Malaysia seeks Interpol aid over Kim Jong-nam's killing

Malaysia seeks Interpol aid over Kim Jong-nams killing
Malaysia has asked Interpol to put out an alert for four missing North Korean suspects wanted in connection with the death of Kim Jong-nam, the police said on Thursday.

Malaysian Inspector-General Tan Sri Khalid Abu Bakar said the police had also formally requested an interview with the North Korean embassy's Second Secretary Hyon Kwang-song, who is wanted for questioning in the case, CNN reported.

Kim Jong-nam, the half brother of North Korean leader Kim Jong-un, died last week after a suspected poisoning while on his way to catch a flight to the Chinese territory of Macau from Kuala Lumpur Airport.

North Korea furiously denied any involvement in Kim's death, according to a report in the country's state media KCNA.

According to KCNA report, a spokesman for the Korean Jurists Committee said the responsibility for Kim's death lay with Malaysia, as he had died on their territory, and criticised the investigation.

"If you look at Malaysian police's investigation from crime investigation perspective and legal perspective, everything is full of weak points and contradictions," KCNA quoted the spokesman as saying.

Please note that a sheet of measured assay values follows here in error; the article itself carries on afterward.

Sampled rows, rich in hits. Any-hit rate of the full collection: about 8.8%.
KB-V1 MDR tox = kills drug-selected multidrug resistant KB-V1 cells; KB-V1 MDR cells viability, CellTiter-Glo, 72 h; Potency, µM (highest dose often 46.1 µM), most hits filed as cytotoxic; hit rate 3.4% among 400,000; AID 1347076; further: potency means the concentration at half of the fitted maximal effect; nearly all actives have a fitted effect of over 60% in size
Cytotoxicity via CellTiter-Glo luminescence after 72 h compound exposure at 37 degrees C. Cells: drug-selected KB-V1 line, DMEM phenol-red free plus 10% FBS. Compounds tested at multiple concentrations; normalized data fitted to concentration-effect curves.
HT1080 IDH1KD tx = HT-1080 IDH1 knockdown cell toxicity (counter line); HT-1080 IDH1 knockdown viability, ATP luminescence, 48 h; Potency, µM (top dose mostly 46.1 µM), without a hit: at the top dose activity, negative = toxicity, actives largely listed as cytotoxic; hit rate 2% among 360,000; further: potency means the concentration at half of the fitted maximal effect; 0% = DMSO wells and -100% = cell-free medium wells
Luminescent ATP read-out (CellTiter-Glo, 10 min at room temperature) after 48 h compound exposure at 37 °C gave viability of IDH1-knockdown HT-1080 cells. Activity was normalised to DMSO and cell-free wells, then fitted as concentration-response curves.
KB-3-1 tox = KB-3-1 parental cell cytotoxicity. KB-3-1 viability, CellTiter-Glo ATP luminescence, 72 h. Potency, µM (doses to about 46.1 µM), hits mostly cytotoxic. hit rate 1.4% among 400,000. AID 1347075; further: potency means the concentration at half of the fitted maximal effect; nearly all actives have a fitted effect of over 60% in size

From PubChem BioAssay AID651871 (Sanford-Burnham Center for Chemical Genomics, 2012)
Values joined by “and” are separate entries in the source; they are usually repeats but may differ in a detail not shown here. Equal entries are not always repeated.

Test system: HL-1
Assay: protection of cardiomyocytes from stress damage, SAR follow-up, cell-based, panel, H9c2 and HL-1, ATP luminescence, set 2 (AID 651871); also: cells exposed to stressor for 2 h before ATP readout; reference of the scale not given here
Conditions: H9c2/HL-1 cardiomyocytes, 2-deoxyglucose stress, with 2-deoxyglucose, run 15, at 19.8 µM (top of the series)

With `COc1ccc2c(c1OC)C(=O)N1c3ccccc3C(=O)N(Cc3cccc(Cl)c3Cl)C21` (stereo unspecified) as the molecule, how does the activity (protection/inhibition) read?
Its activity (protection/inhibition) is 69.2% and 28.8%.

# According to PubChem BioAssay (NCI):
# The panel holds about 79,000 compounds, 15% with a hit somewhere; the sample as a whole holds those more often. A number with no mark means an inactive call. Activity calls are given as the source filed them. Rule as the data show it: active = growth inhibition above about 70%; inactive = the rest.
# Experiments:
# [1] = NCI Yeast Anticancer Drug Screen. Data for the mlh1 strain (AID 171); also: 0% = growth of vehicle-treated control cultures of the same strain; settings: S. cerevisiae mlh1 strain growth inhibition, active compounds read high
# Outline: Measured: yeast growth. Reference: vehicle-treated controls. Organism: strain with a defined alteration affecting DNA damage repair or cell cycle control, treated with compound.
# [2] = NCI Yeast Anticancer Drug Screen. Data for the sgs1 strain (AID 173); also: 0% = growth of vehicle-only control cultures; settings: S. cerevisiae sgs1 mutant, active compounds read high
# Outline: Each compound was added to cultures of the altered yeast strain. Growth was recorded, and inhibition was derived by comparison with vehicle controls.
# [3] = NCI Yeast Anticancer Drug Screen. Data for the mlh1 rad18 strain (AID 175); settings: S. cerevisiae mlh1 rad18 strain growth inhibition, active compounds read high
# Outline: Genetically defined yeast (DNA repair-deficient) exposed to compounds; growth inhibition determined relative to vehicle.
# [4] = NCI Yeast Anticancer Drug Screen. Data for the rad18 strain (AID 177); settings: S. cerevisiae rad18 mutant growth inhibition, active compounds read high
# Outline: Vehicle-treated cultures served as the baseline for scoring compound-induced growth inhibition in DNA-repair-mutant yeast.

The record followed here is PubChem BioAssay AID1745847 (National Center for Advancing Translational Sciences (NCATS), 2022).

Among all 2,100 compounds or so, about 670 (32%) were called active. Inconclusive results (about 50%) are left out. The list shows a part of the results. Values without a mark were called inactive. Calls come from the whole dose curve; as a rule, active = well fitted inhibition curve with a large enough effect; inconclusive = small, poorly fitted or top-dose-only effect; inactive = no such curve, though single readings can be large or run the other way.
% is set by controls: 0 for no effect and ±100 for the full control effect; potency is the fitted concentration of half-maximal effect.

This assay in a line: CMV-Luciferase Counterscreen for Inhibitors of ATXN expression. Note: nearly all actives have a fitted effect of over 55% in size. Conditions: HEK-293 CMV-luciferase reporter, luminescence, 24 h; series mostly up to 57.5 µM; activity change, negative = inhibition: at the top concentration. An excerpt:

Interpol notices were issued to the police in 190 different countries to help track fugitives and share information about wanted criminals, CNN report said.

The Malaysian police previously said the four suspects who are the subject of the alert were believed to be back in Pyongyang.

In addition to the four suspects, the Malaysian police named the North Korean embassy's second secretary and a state airline official, who they said were wanted for questioning over the killing of Kim Jong-nam. Both are believed to still be in Malaysia.

Bakar said the North Korean embassy wouldn't be searched as they had diplomatic immunity.


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